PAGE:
If you play roulette, are you going to break-even? Maybe sometimes, but not if you play forever, because the expected value is negative. The expected value finds the average outcome of random events.

Suppose you are sitting in an exam hall for an IQ-test containing 5 **True/False** questions and 5 **multiple-choice questions**, each having 4 different choices such that only one of the choices is right.

What is the probability that you will score 100% in the test? Let your answer be in \(\frac{p}{q}\) form where \(p\) and \(q\) are integers. \[\left\lfloor \log _{ 2 }{ (p+q) } \right\rfloor \quad =\quad ?\]

There are 3 envelopes, one with $1, one with $2, and one with $4 dollars. You do not know which envelope has which amount of money.

After you pick one at random, you are told which envelope of the remaining 2 that has the lowest value, but not the actual value of that envelope. What is the expected value if you switch to the last envelope remaining (the one that was not yet mentioned)?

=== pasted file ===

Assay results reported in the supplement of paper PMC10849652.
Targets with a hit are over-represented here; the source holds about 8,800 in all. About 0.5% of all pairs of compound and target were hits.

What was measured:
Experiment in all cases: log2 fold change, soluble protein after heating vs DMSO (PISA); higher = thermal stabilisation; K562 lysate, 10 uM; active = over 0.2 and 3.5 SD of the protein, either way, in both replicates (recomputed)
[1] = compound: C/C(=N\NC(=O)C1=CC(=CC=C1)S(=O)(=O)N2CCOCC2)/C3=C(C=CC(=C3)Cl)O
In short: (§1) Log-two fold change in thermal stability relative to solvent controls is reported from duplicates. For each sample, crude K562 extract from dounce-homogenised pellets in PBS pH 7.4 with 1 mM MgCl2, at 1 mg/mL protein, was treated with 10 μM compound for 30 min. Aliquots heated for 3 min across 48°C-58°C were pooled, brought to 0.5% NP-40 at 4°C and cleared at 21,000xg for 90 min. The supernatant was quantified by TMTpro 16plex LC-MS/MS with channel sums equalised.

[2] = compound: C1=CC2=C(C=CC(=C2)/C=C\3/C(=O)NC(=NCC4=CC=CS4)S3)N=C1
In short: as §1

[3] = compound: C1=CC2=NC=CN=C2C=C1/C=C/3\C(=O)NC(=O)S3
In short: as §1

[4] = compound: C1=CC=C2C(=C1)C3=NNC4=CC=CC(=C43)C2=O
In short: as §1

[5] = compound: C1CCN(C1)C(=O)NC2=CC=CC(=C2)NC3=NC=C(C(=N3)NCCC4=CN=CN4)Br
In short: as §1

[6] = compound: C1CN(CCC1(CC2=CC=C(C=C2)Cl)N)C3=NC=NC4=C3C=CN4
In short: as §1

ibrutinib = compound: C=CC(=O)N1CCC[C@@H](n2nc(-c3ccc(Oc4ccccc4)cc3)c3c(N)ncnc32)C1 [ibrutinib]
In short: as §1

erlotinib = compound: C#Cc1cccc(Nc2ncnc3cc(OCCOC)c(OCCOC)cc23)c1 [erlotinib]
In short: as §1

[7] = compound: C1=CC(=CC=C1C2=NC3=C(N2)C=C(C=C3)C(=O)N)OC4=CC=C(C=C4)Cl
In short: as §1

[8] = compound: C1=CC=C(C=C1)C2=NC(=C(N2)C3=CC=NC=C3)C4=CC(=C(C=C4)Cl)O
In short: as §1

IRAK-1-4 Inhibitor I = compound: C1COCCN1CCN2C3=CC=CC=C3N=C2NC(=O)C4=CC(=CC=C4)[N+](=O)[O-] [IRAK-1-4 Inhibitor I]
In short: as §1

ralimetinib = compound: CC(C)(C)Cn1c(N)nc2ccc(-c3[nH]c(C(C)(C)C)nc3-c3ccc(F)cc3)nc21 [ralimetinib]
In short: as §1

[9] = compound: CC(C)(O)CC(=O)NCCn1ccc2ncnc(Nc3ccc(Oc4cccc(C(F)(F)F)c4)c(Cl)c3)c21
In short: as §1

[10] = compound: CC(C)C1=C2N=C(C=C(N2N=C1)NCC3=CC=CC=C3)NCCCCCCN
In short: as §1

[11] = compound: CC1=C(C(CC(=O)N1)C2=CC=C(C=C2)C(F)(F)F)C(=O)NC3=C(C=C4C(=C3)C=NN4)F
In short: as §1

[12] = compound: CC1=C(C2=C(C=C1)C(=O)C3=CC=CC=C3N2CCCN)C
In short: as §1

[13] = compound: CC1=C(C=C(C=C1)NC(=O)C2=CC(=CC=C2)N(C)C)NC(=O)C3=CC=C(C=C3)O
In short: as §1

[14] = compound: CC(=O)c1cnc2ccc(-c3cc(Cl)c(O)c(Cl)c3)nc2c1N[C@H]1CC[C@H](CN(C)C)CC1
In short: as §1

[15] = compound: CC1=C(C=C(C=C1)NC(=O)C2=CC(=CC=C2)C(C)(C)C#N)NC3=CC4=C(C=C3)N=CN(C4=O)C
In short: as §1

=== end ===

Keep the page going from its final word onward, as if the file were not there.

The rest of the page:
A financial analyst has analyzed a new company and estimated the following information about it:

The current value of the company is $1.1 million.

There is a 0.8 probability that the company will be worth $0.9 million in a year.

There is a 0.15 probability that the company will be worth $1.3 million in a year.

There is a 0.05 probability that the company will be worth $2.0 million in a year.

If the investment outlook is based on the expected future value of the company, what is the current investment outlook on the company?

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